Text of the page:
upsetting enough manner to make a 13 year old girl cry with fear. The men denied this, but still accepted that the passengers were not unreasonable in that they didn’t want to fly with them.

    They were only upset at the spanish authorities, who said they needed to leave the plane for extra security checks, and to be questioned. When the plane left, they were told the real reason, effectively lied to.

    While I still ride the trains and planes, and do not restrict myself because of terrorism for the above reasons, there is still a balance to be struck. That line is right inbetween paranoia and irresponsibility. I would have reported the two men in the same circumstances, maybe even the gentleman chanting prayers, not only because its what every responsible person should do (same as reporting unattended luggage), but also to point out how inconsiderate these people being in these trying times.

  3. At no point is Bruce telling you not to use your brain to notice suspicious behavior. In fact, a well-informed and critically thinking public is the best possible defense against terrorism. You are already doing just what’s needed. Let me quote the last paragraph again for emphasis:

    The surest defense against terrorism is to refuse to be terrorized. Our job is to recognize that terrorism is just one of the risks we face, and not a particularly common one at that. And our job is to fight those politicians who use fear as an excuse to take away our liberties and promote security theater that wastes money and doesn’t make us any safer.

At NASA, Wikipedia = Porn

Posted on August 24th, 2006 at 16:21 by John Sinteur in category: What were they thinking?


Please be aware that our [Langley] IT Security have blocked wikipedia as a “General Pornography” site. I have put in a request for access, but, based on past interactions, our IT office may not have any idea why anyone would want to have access to an on-line encyclopedia.”

Click on the screen grab below for a larger image.

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Hezbollah sinks Australian warship

Posted on August 24th, 2006 at 15:20 by John Sinteur in category: News


http://www.moqavemat.com – an Iran-based website run by the Hezbollah terrorist group – is running this picture (above) of what it claims is the Israeli ship it hit with a missile last month.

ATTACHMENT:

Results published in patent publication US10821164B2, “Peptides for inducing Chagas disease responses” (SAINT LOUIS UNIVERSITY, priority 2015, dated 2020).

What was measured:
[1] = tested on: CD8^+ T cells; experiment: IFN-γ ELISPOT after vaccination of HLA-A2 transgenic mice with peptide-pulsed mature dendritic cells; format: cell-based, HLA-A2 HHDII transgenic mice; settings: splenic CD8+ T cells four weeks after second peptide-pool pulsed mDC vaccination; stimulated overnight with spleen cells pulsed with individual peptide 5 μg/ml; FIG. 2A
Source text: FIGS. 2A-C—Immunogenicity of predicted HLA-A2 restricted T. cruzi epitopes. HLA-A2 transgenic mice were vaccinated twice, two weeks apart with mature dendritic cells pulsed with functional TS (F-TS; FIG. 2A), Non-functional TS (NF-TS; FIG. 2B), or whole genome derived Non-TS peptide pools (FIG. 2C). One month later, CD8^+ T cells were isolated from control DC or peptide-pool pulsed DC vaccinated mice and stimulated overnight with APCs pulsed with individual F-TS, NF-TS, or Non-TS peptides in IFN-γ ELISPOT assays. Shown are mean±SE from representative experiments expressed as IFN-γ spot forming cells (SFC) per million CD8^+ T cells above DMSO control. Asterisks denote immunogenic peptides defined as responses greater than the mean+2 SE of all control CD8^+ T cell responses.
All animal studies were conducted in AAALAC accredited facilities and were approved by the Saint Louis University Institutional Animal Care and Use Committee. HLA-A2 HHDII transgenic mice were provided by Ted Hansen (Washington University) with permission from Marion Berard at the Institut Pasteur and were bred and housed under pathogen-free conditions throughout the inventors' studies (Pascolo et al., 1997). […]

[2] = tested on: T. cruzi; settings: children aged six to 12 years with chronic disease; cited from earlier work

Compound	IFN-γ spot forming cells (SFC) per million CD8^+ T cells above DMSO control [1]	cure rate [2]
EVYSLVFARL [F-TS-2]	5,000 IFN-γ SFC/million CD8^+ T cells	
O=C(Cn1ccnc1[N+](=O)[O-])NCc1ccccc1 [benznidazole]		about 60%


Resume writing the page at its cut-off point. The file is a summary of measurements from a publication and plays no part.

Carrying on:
Now look at the Royal Australian Navy’s picture below – as published by Defence Industry Daily – of its sinking of the decommissioned Australian destroyer-escort HMAS Torrens off the coast of Western Australia in 1998 . We were told at the time the Torrens was deliberately sunk by a torpedo fired by one of our own submarines, the HMAS Farncomb.

Should we now think that we were in fact attacked by Hezbollah – or is this just the latest proof that Hezbollah will lie and lie again for propaganda gain?

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Bush: Katrina Repair Will Take Time.
St. Louis: Time’s up!

Posted on August 24th, 2006 at 12:56 by John Sinteur in category: News


President Bush cautioned against placing too much importance on the first anniversary of Hurricane Katrina’s Gulf Coast strike, saying a long, sustained rebuilding effort is still needed.

“It’s a time to remember that people suffered and it’s a time to recommit ourselves to helping them,” Mr. Bush said Wednesday. “But I also want people to remember that a one-year anniversary is just that, because it’s going to require a long time to help these people rebuild.”

How long? Well, not too long:


Through passing City Ordinance #26031 unanimously in May, the Council decided that those who have not been able to make the necessary repairs to their battered homes by August 29th risk having their property seized and bulldozed by the city.

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Tax Farmers, Mercenaries and Viceroys

Posted on August 24th, 2006 at 11:16 by John Sinteur in category: News


Yesterday The New York Times reported that the Internal Revenue Service would outsource collection of unpaid back taxes to private debt collectors, who would receive a share of the proceeds.